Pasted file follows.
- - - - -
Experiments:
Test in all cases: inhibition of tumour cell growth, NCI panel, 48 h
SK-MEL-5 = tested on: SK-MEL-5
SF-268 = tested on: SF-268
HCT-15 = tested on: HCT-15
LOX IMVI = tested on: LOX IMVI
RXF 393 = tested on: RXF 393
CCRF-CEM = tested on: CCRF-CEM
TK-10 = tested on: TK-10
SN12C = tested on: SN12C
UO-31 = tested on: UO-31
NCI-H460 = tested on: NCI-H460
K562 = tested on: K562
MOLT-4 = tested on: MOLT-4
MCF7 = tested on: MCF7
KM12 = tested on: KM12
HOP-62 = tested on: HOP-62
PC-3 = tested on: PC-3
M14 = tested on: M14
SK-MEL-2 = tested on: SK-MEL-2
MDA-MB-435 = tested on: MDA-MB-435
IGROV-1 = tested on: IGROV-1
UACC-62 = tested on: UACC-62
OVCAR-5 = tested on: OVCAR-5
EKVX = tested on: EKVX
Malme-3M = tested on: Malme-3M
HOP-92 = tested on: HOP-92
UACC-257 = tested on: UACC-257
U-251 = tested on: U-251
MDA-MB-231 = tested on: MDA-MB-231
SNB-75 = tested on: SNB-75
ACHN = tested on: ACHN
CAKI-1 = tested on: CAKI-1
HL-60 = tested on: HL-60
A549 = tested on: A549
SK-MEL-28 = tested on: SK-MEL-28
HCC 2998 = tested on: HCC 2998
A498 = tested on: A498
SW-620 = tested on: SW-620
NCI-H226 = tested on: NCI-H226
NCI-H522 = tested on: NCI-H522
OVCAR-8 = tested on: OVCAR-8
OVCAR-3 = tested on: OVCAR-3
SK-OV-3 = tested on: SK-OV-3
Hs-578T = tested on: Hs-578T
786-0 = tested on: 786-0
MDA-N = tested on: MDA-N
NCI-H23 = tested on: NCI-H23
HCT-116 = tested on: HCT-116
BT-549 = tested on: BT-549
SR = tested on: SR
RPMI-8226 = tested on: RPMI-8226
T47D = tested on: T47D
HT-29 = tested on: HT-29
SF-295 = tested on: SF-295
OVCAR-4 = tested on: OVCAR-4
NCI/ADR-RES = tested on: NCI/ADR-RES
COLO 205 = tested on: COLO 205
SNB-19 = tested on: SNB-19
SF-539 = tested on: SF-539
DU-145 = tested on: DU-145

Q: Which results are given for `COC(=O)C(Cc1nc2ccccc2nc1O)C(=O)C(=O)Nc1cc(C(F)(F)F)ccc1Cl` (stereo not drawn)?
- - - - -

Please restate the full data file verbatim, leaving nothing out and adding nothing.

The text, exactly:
Experiments:
Test in all cases: inhibition of tumour cell growth, NCI panel, 48 h
SK-MEL-5 = tested on: SK-MEL-5
SF-268 = tested on: SF-268
HCT-15 = tested on: HCT-15
LOX IMVI = tested on: LOX IMVI
RXF 393 = tested on: RXF 393
CCRF-CEM = tested on: CCRF-CEM
TK-10 = tested on: TK-10
SN12C = tested on: SN12C
UO-31 = tested on: UO-31
NCI-H460 = tested on: NCI-H460
K562 = tested on: K562
MOLT-4 = tested on: MOLT-4
MCF7 = tested on: MCF7
KM12 = tested on: KM12
HOP-62 = tested on: HOP-62
PC-3 = tested on: PC-3
M14 = tested on: M14
SK-MEL-2 = tested on: SK-MEL-2
MDA-MB-435 = tested on: MDA-MB-435
IGROV-1 = tested on: IGROV-1
UACC-62 = tested on: UACC-62
OVCAR-5 = tested on: OVCAR-5
EKVX = tested on: EKVX
Malme-3M = tested on: Malme-3M
HOP-92 = tested on: HOP-92
UACC-257 = tested on: UACC-257
U-251 = tested on: U-251
MDA-MB-231 = tested on: MDA-MB-231
SNB-75 = tested on: SNB-75
ACHN = tested on: ACHN
CAKI-1 = tested on: CAKI-1
HL-60 = tested on: HL-60
A549 = tested on: A549
SK-MEL-28 = tested on: SK-MEL-28
HCC 2998 = tested on: HCC 2998
A498 = tested on: A498
SW-620 = tested on: SW-620
NCI-H226 = tested on: NCI-H226
NCI-H522 = tested on: NCI-H522
OVCAR-8 = tested on: OVCAR-8
OVCAR-3 = tested on: OVCAR-3
SK-OV-3 = tested on: SK-OV-3
Hs-578T = tested on: Hs-578T
786-0 = tested on: 786-0
MDA-N = tested on: MDA-N
NCI-H23 = tested on: NCI-H23
HCT-116 = tested on: HCT-116
BT-549 = tested on: BT-549
SR = tested on: SR
RPMI-8226 = tested on: RPMI-8226
T47D = tested on: T47D
HT-29 = tested on: HT-29
SF-295 = tested on: SF-295
OVCAR-4 = tested on: OVCAR-4
NCI/ADR-RES = tested on: NCI/ADR-RES
COLO 205 = tested on: COLO 205
SNB-19 = tested on: SNB-19
SF-539 = tested on: SF-539
DU-145 = tested on: DU-145

Q: Which results are given for `COC(=O)C(Cc1nc2ccccc2nc1O)C(=O)C(=O)Nc1cc(C(F)(F)F)ccc1Cl` (stereo not drawn)?